• [0286]
    B. Annexin Staining
  • [0287]
    Mia PACA-2 cells were cultured for 72 hours in the presence of 0, 12, 24, 50, and 100 μM rutin, quercetin, or trans-resveratrol. About 1×106 cells as determined with a hemocytometer were analyzed for annexin-V binding using an Annexin V-FLUOS Staining Kit (Boehringer Mannheim, Germany). Briefly, cells were washed twice with PBS and incubated for 10 minutes at room temperature with fluorescein isothiocyanate (FITC)-conjugated, annexin-V reagent (20 μg/ml) and propidium iodide (50 μg/ml). Cells were analyzed on a FACScan flow cytometer (Becton Dickinson Immunocytometry System, San Jose, Calif.) equipped with a 15 nW air-cooled 488 nm argon-ion laser. Annexin-V positive and propidium iodide negative cells were considered as apoptotic.
  • [0288]
    C. PARP Proteolysis
  • [0289]
    BSp73AS cells were cultured for 6 hours and Mia PACA-2 cells were cultured for 24 hours in the presence or absence of 100 μM of each rutin, quercetin or trans-resveratrol and with or without 50 μM of each K-VAD FMK(K-VAD). The cells were washed twice with PBS and lysed by incubating for 20 minutes at 4° C. in lysis buffer comprising 0.15 M NaCl, 50 mM Tris (pH 7.2), 1% deoxycholic acid (wt/vol), 1% Triton X-100 (wt/vol), 0.1% SHS (wt/vol) and 1 mM PMSF, as well as 5 μg/ml each of protease inhibitors, pepstatin, leupeptin, chymostatin, antipain, and aprotinin. Then the cell lysates were centrifuged for 20 minutes at 15,000 g at 4° C. The supernatants were separated by 4-20% SDS-PAGE for 2 hours at 120 V using precast Tris-glycine gels and a Mini-Cell gel apparatus (Novex, San Diego, Calif.). Separated proteins were electrophoretically transferred to a nitrocellulose membrane for 2 hours at 30 V using a Novex Blot Module (Novex, San Diego, Calif.). Nonspecific binding was blocked by 1 hour incubation of nitrocellulose membranes in 5% (wt/vol) nonfat dry milk in Tris-buffered saline (TBS; pH 7.5). Blots were then incubated overnight at 4° C. with rabbit polyclonal antibody against poly (ADP-ribose) polymerase (PARP) (Santa Cruz Biotechnology, Santa Cruz, Calif.) (1;3,000) in an antibody buffer comprising (1% (wt/vol) non-fat dry milk in TTBS (0.05% vol/vol) Tween-20 in TBS), washed 3 times with TTBS and finally incubated for 1 hour with a peroxidase-labeled secondary antibody in the antibody buffer. Blots were developed for visualization using ECL detection kit. To test for equal protein loading, the blots were stripped and re-probed with an antibody against tubulin. When processing of a protein was measured, a decrease in unprocessed full-length form was measured concomitantly with the increase in the cleaved, active form. The experiment was repeated 3 times with similar results.
  • [0290]
    As indicated in FIGS. 3A and 3B, quercetin and trans-resveratrol, but not rutin, caused an increase in oligonucleosomal DNA fragmentation, a unique characteristic of apoptosis, as well as increase annexin staining. Annexin staining is a measure of externalization of phosphatidylserine to the outer plasma membrane leaflet representing another unique characteristic of apoptosis. The dose-response evaluation in FIG. 3B indicates that quercetin is more potent in causing apoptosis than trans-resveratrol. Finally, FIG. 3C illustrates that a protein target of caspases-3 activation, PARP, was cleaved to its activated form in cell lines treated with quercetin and trans-resveratrol, but not rutin. The cleavage did not occur in the presence of the specific caspase inhibitor, Z-VAD. These effects of quercetin and trans-resveratrol on apoptosis occurred independent of the presence of serum in the incubation media.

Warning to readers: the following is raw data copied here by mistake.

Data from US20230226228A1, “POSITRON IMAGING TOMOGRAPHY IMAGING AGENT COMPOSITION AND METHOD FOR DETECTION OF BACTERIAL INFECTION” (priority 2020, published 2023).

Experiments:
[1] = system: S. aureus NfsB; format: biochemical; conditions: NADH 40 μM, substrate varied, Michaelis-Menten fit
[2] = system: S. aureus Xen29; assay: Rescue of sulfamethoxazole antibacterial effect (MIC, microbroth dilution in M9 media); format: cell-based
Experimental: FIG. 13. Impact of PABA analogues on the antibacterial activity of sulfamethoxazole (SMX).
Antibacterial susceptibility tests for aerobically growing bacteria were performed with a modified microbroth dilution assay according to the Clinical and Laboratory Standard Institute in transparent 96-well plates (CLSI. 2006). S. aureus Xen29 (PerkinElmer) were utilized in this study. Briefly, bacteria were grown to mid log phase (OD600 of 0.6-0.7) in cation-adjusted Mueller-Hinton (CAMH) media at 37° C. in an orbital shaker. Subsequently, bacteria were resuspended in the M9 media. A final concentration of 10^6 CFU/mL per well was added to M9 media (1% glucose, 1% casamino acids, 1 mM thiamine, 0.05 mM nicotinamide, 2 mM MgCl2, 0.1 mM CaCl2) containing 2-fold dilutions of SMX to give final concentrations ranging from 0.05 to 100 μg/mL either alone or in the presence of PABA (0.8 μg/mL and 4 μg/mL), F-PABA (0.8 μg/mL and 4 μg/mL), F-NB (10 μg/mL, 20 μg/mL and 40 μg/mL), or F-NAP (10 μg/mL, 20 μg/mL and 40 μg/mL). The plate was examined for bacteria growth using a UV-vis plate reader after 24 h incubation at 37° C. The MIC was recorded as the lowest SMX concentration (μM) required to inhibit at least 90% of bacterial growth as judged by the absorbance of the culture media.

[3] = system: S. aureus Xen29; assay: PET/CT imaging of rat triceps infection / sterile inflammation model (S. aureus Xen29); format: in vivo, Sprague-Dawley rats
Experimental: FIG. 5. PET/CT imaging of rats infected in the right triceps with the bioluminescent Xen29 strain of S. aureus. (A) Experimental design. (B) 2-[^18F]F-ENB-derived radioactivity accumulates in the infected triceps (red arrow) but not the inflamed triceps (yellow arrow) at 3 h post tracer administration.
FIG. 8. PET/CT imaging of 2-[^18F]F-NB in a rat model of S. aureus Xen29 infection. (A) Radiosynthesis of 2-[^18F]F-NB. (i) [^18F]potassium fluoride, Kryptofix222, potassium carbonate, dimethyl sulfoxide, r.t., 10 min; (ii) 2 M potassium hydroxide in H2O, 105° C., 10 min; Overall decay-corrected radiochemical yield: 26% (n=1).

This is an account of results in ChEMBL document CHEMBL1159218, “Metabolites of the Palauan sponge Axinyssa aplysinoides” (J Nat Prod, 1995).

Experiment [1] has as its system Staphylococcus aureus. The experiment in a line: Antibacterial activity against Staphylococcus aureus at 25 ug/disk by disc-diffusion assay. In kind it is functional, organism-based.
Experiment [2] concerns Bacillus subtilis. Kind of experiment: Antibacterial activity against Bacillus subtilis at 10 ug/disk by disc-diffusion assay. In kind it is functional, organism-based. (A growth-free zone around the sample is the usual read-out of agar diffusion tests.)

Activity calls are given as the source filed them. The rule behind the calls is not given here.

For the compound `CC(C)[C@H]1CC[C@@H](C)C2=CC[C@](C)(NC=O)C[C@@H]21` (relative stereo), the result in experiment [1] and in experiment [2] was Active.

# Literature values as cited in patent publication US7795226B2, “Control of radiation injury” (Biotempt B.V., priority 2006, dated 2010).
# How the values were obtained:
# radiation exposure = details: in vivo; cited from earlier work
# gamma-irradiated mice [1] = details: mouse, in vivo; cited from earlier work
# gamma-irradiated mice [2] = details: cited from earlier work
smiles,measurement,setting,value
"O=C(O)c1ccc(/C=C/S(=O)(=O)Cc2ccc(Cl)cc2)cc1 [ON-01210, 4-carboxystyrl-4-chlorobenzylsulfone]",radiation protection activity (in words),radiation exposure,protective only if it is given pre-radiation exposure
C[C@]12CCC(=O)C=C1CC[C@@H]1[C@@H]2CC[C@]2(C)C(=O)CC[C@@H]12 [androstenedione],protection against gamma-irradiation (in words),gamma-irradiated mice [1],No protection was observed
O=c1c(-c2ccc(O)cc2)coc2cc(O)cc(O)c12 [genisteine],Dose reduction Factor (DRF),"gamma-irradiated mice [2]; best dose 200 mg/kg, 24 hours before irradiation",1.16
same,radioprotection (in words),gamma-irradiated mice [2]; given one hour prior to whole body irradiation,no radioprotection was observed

• [0291]
    Therefore, quercetin and trans-resveratrol activate apoptosis in pancreatic cancer cells and indicate that the beneficial effect of quercetin in vivo is due to the ability to cause apoptosis.
  • [0292]
    II. Combinations
  • [0293]
    To evaluate the effects of polyphenolic compounds alone and in combination with ROS inhibitors on apoptosis in pancreatic cancer cells, the following assays were conducted.
  • [0294]
    Mia PACA-2 cells were cultured for 72 hours in the presence of serum with or without 15 μM DPI, 10 mM Tiron, 100 μM genistein, 100 μM or 50 μM trans-resveratrol, or a combination thereof. Oligonucleosomal DNA fragmentation was measured in cell lysates by cell death ELISA.
  • [0295]
    Mia PACA-2 cells were cultured for 72 hours in the presence of serum with or without 10 mM Tiron, 100 μM trans-resveratrol, or a combination thereof. Phosphatidylserine externalization was measured by flow cytometry in cells stained with Annexin V and propidium iodide (PI). Cells positive for Annexin V (AnV) and negative for PI were considered apoptotic.
  • [0296]
    Annexin staining was conducted as described above. Cells were collected, washed with PBS, and centrifuged for 10 min at 200×g. DNA fragmentation was determined using Cell Death Detection ELISA Plus kit (Roche Molecular Biochemicals).
  • [0297]
    As shown in FIG. 4, the combination of ROS inhibitors and polyphenolic compounds caused oligonucleosomal DNA fragmentation in Mia PACA-2 pancreatic cancer cells. Specifically, at the concentrations used, DPI, trans-resveratrol, and genistein had either no or small effects on oligonucleosomal DNA fragmentation. However, the combination of DPI with either polyphenolic compound resulted in synergistic increases in DNA fragmentation. These results were confirmed by the similar results obtained by the Annexin V staining which are illustrated in FIG. 5.
  • EXAMPLE 4 Caspase-3 Assays
  • [0298]
    I. Polyphenolic Compound Alone
  • [0299]